Once again, my pals (in my head, not pals as far as they know) Rider, Julia and Tod of the bestest book podcast in the land, Literary Disco, have brought onto my radar that I a) didn’t know about b) wanted to read c) needed to read d) really liked. What more could you ask?
I am the first to say I’m not a very good listener. I mean, other people have likely said it, but I probably didn’t hear them #listeningjoke I have been called a big mouth, blabbermouth, chatty cathy and any other jargon to mean one who talks a LOT. Over the course of my life I’ve learned to curb and dial it back a bit, but it is my nature to want to steer the conversation, entertain, and share. For the most part, people find me an entertaining conversationalist, quick witted, good for a laugh, I’m someone who can work a room and bring people in to a party-in-progress. And I think I’ve allowed that to let me rest on my listening laurels. I mean, if I’m listening, then I’m not being me, but I’m here to tell me that is hogwash. It’s possible to be a good talker AND a good listener and I hope this book is step one (of many) for me moving the dial.
Murphy has written an approachable and interesting book on a well understood topic: listening. As a journalist, she spends her life listening to people and has often marveled at how others marvel that she gives them the space and latitude to be heard. It is this experience she draws from to write this book, and she pulls from various academic circles and backgrounds to give reason and clarity to why listening is so important, and how very not good at it most of us are.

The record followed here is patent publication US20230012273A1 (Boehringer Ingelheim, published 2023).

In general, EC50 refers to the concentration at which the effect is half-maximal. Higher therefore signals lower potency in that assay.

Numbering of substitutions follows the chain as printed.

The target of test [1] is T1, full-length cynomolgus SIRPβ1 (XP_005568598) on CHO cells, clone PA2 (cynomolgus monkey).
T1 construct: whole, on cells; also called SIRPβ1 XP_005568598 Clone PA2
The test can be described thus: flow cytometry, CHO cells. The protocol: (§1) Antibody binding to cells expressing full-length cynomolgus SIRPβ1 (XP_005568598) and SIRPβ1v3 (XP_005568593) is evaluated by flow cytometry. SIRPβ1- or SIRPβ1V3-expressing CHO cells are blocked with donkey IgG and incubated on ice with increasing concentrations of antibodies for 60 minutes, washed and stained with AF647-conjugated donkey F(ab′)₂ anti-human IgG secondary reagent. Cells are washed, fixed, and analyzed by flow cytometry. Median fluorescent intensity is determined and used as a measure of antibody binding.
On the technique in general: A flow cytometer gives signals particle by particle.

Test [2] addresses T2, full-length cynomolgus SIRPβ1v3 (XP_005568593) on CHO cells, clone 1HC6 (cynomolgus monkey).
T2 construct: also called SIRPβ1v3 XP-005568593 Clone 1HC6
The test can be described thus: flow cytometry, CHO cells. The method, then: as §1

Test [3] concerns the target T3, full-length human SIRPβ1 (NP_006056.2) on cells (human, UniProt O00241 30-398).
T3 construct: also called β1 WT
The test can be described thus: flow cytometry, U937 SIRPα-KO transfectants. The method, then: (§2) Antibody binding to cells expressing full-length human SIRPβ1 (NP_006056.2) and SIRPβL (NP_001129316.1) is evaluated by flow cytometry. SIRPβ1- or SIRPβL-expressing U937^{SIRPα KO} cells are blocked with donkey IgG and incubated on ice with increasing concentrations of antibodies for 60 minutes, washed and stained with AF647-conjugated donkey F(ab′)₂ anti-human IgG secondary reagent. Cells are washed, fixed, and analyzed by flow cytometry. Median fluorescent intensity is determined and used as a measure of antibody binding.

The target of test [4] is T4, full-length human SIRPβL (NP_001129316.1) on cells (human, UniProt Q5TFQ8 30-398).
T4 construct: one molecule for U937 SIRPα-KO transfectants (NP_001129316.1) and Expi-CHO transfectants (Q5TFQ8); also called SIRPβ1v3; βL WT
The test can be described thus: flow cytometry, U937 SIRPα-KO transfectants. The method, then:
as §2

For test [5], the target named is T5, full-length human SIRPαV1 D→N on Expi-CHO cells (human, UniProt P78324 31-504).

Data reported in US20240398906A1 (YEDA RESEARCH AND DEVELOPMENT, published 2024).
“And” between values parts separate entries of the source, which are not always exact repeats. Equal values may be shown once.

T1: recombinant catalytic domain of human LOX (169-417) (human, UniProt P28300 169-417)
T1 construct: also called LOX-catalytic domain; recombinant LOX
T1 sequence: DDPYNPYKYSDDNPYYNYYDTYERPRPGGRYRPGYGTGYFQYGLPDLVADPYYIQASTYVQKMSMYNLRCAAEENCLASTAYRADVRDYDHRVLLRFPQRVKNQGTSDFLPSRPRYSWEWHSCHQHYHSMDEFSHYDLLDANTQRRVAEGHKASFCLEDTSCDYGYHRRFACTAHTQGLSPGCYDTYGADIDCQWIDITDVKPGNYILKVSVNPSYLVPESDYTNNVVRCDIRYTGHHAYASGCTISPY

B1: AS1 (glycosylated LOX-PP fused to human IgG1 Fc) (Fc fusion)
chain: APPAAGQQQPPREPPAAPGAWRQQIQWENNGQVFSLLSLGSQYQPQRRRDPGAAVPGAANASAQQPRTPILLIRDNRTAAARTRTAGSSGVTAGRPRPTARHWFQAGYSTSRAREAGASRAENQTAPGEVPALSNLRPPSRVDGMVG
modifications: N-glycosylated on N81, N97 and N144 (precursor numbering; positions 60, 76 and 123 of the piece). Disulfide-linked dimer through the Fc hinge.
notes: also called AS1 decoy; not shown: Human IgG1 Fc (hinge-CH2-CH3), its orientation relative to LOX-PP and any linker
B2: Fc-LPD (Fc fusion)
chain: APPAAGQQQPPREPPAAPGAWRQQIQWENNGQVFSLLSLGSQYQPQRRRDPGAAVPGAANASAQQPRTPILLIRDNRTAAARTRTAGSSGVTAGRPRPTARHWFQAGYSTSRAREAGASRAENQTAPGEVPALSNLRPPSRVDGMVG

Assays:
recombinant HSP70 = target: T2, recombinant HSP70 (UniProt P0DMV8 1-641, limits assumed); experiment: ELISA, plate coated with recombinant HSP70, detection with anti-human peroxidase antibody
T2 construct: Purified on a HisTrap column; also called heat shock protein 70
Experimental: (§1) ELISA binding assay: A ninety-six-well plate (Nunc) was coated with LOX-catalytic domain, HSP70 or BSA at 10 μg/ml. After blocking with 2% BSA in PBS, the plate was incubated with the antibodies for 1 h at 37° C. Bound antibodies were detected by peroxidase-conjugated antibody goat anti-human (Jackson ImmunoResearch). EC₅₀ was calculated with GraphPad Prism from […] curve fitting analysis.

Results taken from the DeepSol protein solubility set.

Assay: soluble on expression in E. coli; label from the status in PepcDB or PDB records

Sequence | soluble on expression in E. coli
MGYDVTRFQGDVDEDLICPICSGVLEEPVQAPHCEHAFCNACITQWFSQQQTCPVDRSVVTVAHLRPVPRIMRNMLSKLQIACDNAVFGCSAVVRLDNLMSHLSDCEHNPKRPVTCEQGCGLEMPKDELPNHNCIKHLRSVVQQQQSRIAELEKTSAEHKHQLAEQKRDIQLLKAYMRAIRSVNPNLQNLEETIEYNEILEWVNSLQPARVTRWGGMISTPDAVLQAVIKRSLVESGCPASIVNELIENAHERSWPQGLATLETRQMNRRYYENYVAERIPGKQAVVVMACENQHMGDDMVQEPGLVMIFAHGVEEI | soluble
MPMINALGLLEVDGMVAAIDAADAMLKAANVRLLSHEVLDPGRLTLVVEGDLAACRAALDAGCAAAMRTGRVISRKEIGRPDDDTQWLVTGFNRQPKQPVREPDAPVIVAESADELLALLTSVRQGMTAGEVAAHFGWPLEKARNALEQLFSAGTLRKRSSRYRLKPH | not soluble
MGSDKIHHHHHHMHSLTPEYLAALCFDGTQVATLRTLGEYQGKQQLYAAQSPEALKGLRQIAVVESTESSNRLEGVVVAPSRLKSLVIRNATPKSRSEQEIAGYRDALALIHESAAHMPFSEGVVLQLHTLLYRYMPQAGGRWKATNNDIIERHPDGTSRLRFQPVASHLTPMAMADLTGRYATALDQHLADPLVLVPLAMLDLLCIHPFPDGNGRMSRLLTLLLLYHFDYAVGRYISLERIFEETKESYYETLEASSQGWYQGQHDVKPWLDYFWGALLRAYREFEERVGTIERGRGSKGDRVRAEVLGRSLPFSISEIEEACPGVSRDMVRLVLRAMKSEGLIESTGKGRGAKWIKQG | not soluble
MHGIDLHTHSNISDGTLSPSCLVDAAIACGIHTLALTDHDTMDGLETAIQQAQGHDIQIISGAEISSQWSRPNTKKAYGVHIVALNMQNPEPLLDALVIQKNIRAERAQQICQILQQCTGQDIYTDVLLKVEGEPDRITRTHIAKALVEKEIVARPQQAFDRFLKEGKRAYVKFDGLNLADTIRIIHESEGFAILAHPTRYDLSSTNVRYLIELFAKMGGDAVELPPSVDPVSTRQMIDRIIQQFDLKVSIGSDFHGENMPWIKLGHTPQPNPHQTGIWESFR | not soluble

I was a little apprehensive to pick this up, knowing myself and feeling like I’d be a bit browbeaten, but Murphy somehow manages to keep it academic and light. I checked this one out from the library, but I’m thinking I want to add it to my library as a reminder, something to turn back to.
Granted I recently finished reading it, but I’ve begun to make small modifications to my practices, making sure to give others my full attention, pausing to give others a chance to speak first or (gasp) not saying something that comes to mind. It’s a long road ahead, but I’ve started down the path and am happy this book has gotten me on my way.